Tuesday, 23 April 2013 - 20:00
Retirement and the Perfect Storm
At the best of times Retirement planning tends to be a stressful exercise, over the last couple of years successful Retirement has become nearly impossible for most individuals in South Africa.
There are a number of reasons for this and these various factors have combined to create “The Perfect Storm” for South African Pensioners and Financial Advisors.
Let us have a look at the factors:
There has been a tendency for a lot of South Africans to take early retirement, we won’t go into the various reasons for that now, but 20 years ago most people retired at the age of 65. It is now not uncommon for people to take early retirement packages at the age of 55, this extra ten years in retirement and ten years less of saving puts a huge strain on retirement capital.
Retirees living longer
It is a well-known fact that, with the advances in nutrition and medical sciences, people are living longer. This means that people are often in retirement for a period longer than their working careers.
Low Interest Rates
Because real interest rates are negative i.e. below inflation, retirees need to invest in “Higher Risk Assets”. Whilst these assets offer the prospect of real returns, they are a lot more volatile than cash and this volatility adds to the many concerns already experienced by pensioners.
The second concern on low interest rates is that it is more difficult to achieve higher returns in a low interest rate environment. This factor has been exacerbated by the fact that very few people are on defined benefit retirement funds so most retirees now carry the investment risk. On a defined benefit pension fund the investment risk sits with the employer.
Even people purchasing guarantees at these low rates are at risk. They are exposed to huge uncertainty going forward should we see later large inflation increases because they have been locked into these low rates.
Different Inflation Rates
Whilst the official South African inflation rate has remained under control, most individuals have seen huge inflationary pressure on their cost of living. Eskom, petrol prices and medical expenses are just a few of the normal day to day expenses which have seen increases way in excess of the official inflation rates. This erodes the purchasing power of the retirees’ future income.
Starting families later
In the 60’s it was common place for couples to start their families in their early twenties, lately it is not uncommon to see forty year olds bleary eyed from the effects of late night “pajama drills”. This means that your average 60 year old often still has children who are financially dependent.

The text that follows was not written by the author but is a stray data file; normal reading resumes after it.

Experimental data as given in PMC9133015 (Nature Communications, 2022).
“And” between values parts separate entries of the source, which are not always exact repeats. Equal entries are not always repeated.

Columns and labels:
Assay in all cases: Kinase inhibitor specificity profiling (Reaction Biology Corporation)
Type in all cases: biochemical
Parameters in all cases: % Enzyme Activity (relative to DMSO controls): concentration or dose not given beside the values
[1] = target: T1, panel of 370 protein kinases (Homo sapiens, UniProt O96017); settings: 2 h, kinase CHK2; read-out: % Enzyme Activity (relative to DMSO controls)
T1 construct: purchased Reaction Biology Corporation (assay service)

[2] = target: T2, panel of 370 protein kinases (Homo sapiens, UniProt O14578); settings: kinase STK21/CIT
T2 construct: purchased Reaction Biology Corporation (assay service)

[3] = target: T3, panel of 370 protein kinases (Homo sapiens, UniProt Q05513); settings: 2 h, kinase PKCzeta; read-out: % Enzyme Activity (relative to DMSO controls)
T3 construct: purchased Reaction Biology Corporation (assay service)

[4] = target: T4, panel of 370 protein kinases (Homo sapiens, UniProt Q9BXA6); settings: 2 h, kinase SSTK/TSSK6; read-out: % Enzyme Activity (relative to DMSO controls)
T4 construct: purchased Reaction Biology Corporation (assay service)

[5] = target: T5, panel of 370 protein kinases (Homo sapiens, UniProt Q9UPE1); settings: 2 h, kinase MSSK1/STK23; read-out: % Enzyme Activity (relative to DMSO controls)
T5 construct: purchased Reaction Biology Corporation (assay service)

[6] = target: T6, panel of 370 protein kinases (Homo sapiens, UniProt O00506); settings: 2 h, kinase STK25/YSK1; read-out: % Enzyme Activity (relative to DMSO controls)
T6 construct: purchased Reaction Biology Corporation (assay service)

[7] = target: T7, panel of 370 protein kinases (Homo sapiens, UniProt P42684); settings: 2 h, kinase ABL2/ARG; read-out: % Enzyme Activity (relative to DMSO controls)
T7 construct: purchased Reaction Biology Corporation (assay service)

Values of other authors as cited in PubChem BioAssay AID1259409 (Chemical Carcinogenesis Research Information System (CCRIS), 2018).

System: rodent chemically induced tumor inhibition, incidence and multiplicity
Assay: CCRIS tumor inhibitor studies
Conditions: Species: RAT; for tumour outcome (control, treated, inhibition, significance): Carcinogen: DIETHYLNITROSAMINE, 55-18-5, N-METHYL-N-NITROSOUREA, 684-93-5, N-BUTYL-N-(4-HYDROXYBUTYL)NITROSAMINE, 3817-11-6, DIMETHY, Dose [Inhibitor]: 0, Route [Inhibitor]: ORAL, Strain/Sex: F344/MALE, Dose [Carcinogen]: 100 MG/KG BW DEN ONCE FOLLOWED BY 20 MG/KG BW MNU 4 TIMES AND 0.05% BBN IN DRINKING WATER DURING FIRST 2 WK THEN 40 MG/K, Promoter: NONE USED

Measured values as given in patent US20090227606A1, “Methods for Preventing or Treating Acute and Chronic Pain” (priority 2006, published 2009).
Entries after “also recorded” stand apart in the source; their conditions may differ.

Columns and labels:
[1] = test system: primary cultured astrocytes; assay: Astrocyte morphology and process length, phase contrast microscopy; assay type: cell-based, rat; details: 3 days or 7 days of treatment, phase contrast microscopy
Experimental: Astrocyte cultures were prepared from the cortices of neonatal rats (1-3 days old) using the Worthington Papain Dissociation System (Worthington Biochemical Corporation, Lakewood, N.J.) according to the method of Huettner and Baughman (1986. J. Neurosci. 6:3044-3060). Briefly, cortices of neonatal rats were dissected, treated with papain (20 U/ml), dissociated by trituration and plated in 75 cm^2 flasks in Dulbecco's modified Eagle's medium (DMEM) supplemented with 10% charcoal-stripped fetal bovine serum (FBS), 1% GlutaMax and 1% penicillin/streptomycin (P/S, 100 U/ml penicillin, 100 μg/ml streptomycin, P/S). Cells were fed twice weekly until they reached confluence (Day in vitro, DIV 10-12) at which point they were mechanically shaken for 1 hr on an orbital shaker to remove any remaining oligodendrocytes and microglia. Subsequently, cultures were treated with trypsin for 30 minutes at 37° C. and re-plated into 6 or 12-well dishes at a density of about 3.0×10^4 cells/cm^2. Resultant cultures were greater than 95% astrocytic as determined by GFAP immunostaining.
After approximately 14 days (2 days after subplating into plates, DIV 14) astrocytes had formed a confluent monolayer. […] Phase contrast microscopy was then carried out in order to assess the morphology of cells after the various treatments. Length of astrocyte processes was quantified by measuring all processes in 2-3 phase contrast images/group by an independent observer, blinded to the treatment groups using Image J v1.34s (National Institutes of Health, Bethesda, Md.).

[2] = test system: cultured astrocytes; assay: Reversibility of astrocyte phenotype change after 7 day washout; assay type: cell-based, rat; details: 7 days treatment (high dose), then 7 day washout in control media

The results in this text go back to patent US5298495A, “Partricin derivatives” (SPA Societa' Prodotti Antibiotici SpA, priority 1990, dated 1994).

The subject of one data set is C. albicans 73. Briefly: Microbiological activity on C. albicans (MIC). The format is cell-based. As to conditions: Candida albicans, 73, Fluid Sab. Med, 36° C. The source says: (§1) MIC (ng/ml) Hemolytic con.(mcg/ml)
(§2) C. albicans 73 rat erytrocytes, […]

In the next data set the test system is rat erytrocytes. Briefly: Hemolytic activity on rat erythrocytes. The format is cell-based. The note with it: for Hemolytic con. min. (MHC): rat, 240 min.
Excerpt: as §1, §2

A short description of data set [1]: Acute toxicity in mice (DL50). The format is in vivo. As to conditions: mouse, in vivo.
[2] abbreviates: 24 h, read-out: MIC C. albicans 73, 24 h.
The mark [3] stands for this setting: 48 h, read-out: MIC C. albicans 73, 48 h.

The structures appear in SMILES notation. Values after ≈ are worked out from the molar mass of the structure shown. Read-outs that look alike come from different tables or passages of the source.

As you can see, this lethal cocktail of factors has made a secure retirement a reality for only a select few. “What can be done about this?” I hear you ask. Firstly, remember no matter how frustrating your job is, no matter how irritating useless or incompetent your boss is, a bad day at the office is a lot better than having insufficient retirement capital and spending your “golden years” under the breadline. So, always try and work for as long as possible. Working longer has a double benefit on your retirement savings, firstly you are saving for longer and your capital has more time to grow and secondly you are drawing down on your capital for a shorter period of time. The chart below illustrates the effects of retiring at 55 versus 65 in real terms (i.e. after the impact of inflation).
The second way to get around it is obviously to start saving early enough; unfortunately this cannot be rectified like it was in the “good old days” where people were able to “buy back” years of service.
Most importantly, one needs to have a plan, the plan should include when you are planning to retire, how much income you need to retire with, what capital do you have at the moment and what returns are required to achieve all of these goals. If you timeously start with this plan and constantly assess your progress, you could be one of the select few spending your golden years above the bread line.
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Tue, 23 Apr 2013
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The JSE Today
* Includes all listed instruments on the JSE
|Index Name||RP||Move||% Move|
|Financial & Ind. 30||46,276.00||1102.00||2.44%|
|Oil & Gas ||29,157.00||236.00||0.82%|
|Oil & Gas Producers ||15,677.00||127.00||0.82%|
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|Industrial Metals ||22,988.00||-4.00||-0.02%|
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|Consumer Goods ||46,756.00||1718.00||3.82%|
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|Index Name||RP||Move||% Move|
|Food Producers ||67,345.00||762.00||1.15%|
|Personal Goods ||722.00||48.00||7.12%|
|Consumer Services ||81,643.00||1206.00||1.50%|
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|Non-life Insurance ||46,935.00||434.00||0.93%|
|Life Insurance ||28,085.00||509.00||1.85%|
|General Financial ||2,773.00||51.00||1.87%|
|SHARIAH TOP40 ||3,111.00||44||1.44%|
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Latest Consensus Changes**
|BTI||BRITISH AM. TOBACCO PLC||BUY||22/04/2013|
|APN||ASPEN PHARMACARE HLDGS||SELL||19/04/2013|
|AMS||ANGLO AMERICAN PLATINUM C...||HOLD||19/04/2013|
|MTN||MTN GROUP LIMITED||BUY||19/04/2013|
|PAN||PAN AFRICAN RESOURCE PLC||BUY||18/04/2013||
|Expected||Company Name||Fin. Date|
|24/04/2013||EFFICIENT||February 2013 (Interim)|
|24/04/2013||OCTODEC||February 2013 (Interim)|
|24/04/2013||PREMIUM||February 2013 (Final)|
|25/04/2013||ALTECH||February 2013 (Final)|
|25/04/2013||CLICKS||February 2013 (Interim)|
|MRF||Merafe Resources Ltd.||24/04/2013||Confirmed|
|CNL||Control Instruments Group Ltd.||24/04/2013||Confirmed|
Stock Exchange News Service
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